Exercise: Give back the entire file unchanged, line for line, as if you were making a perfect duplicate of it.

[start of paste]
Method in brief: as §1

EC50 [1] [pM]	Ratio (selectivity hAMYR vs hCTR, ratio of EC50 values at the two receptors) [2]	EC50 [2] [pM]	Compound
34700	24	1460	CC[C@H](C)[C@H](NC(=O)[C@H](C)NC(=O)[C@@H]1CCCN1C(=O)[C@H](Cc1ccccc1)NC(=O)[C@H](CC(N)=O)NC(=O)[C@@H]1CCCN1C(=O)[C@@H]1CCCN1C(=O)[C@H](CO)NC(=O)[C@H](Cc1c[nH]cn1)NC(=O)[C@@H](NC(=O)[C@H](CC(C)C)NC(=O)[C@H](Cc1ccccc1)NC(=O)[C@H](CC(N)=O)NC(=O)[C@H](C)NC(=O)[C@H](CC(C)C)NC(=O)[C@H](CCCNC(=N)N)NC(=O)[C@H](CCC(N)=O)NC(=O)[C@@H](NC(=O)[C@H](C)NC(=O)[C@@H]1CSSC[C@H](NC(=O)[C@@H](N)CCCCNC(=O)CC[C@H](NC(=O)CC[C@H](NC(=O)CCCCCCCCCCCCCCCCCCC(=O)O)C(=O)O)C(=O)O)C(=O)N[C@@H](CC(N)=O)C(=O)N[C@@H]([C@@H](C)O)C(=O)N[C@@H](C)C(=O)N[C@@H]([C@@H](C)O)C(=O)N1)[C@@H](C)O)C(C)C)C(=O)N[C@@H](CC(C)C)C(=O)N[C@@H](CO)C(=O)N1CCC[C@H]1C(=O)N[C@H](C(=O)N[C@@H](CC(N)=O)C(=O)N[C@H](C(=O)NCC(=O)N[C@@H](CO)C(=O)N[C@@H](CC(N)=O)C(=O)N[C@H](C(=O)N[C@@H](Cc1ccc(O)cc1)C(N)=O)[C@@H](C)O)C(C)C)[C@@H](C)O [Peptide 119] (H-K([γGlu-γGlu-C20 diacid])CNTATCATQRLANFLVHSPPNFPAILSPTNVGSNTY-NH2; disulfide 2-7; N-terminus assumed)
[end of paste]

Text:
Method in brief: as §1

EC50 [1] [pM]	Ratio (selectivity hAMYR vs hCTR, ratio of EC50 values at the two receptors) [2]	EC50 [2] [pM]	Compound
34700	24	1460	CC[C@H](C)[C@H](NC(=O)[C@H](C)NC(=O)[C@@H]1CCCN1C(=O)[C@H](Cc1ccccc1)NC(=O)[C@H](CC(N)=O)NC(=O)[C@@H]1CCCN1C(=O)[C@@H]1CCCN1C(=O)[C@H](CO)NC(=O)[C@H](Cc1c[nH]cn1)NC(=O)[C@@H](NC(=O)[C@H](CC(C)C)NC(=O)[C@H](Cc1ccccc1)NC(=O)[C@H](CC(N)=O)NC(=O)[C@H](C)NC(=O)[C@H](CC(C)C)NC(=O)[C@H](CCCNC(=N)N)NC(=O)[C@H](CCC(N)=O)NC(=O)[C@@H](NC(=O)[C@H](C)NC(=O)[C@@H]1CSSC[C@H](NC(=O)[C@@H](N)CCCCNC(=O)CC[C@H](NC(=O)CC[C@H](NC(=O)CCCCCCCCCCCCCCCCCCC(=O)O)C(=O)O)C(=O)O)C(=O)N[C@@H](CC(N)=O)C(=O)N[C@@H]([C@@H](C)O)C(=O)N[C@@H](C)C(=O)N[C@@H]([C@@H](C)O)C(=O)N1)[C@@H](C)O)C(C)C)C(=O)N[C@@H](CC(C)C)C(=O)N[C@@H](CO)C(=O)N1CCC[C@H]1C(=O)N[C@H](C(=O)N[C@@H](CC(N)=O)C(=O)N[C@H](C(=O)NCC(=O)N[C@@H](CO)C(=O)N[C@@H](CC(N)=O)C(=O)N[C@H](C(=O)N[C@@H](Cc1ccc(O)cc1)C(N)=O)[C@@H](C)O)C(C)C)[C@@H](C)O [Peptide 119] (H-K([γGlu-γGlu-C20 diacid])CNTATCATQRLANFLVHSPPNFPAILSPTNVGSNTY-NH2; disulfide 2-7; N-terminus assumed)